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- Anthony N. DeMaria, MD, MACC, Editor-in-Chief, Journal of the American College of Cardiology⁎ ()
- ↵⁎Address correspondence to:
Dr. Anthony N. DeMaria, Editor-in-Chief, Journal of the American College of Cardiology, 3655 Nobel Drive, Suite 400, San Diego, California 92122.
It is generally acknowledged that the financial support for medical programs can be drawn from four sources: state or institutional resources, collections for clinical care, research grants and/or industrial contracts, and philanthropy. Of these, philanthropy has usually been mentioned last and been pursued with the least vigor. However, as state funds remain stagnant, reimbursement for clinical care decreases, and research support is ratcheted down, philanthropy has received more attention and effort. In fact, judging by the size, prominence, and influence of the Development Departments appearing in many hospitals and institutions, philanthropy has moved to center stage. As expressed in one recent article, philanthropy has gone from “nice to have, to need to have” (1).
Perhaps the greatest source of philanthropy is the grateful patient. Good health is of irreplaceable value, so the gratitude engendered by restoring it is the strongest stimulus to making donations. Therefore, physicians play a major, and often the primary, role in generating philanthropy. However, a number of issues exist that I believe often influence our enthusiasm and effectiveness in acquiring philanthropic donations.
The new drive for philanthropy can sometimes lead to circumstances with the potential to make physicians uncomfortable. One of my neighbors related to me that he received a solicitation for a contribution from a hospital less than two weeks after a single visit for a consultation. I am aware of requests made by Development personnel for physicians to screen the list of their patients so as to identify possible donors. We are all accustomed to being solicited for contributions for a variety of causes, and the foregoing is not inconsistent with this accepted behavior. Nevertheless, the concept that seeking medical care may automatically trigger a request for a donation does seem to straddle the fine line between appropriate and unseemly.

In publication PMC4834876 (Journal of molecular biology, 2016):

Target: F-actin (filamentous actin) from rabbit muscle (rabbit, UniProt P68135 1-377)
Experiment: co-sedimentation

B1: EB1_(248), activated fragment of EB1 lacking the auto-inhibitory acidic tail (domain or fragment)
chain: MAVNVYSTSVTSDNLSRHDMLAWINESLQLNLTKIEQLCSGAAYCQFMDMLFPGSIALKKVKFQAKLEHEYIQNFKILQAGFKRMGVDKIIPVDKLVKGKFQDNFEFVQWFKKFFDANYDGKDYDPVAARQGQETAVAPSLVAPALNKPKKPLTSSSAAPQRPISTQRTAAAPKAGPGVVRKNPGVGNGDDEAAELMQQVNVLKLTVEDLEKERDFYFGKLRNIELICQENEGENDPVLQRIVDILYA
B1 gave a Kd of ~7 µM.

It is said that physicians, as a group, are not very adept at obtaining philanthropy. I can certainly identify with the fact that physicians find it difficult to ask for contributions. We are an independent lot who have worked very hard to achieve our goals and do not feel that we should be in a position of requesting donations. Moreover, physicians typically lack knowledge about the process of development. We are accustomed to seeing relatively short-term results from our patient encounters. Philanthropy, on the other hand, is usually a protracted process during which it is necessary to cultivate knowledge of and interest in a project by the donor, build a compelling story and relationship, and help motivate the donor to take action. Physicians often lack the patience for this process.
I believe that the greatest difficulty physicians have with soliciting philanthropy is concern that it may inappropriately play upon the physician/patient relationship. Patients are clearly in a dependent position relative to the physician who delivers care. It is difficult for most physicians to solicit a donation without worrying that the patient may feel that their care will be adversely affected if they do not contribute. This factor has made it brutally difficult for me to make direct philanthropic requests to my patients, a situation in which I know I am not alone. If a patient inquires about our needs or about ways in which they can help, I certainly will seize that opportunity. On occasion, I may bring up activities ongoing at the University or Medical Center in which the patient may have some interest. But I always go to great lengths to make it clear that I will give the patient the best care of which I am capable regardless of whether they contribute or not. The dependency in the physician/patient relationship is sufficiently unique and strong as to present a major issue in physician participation to obtain philanthropy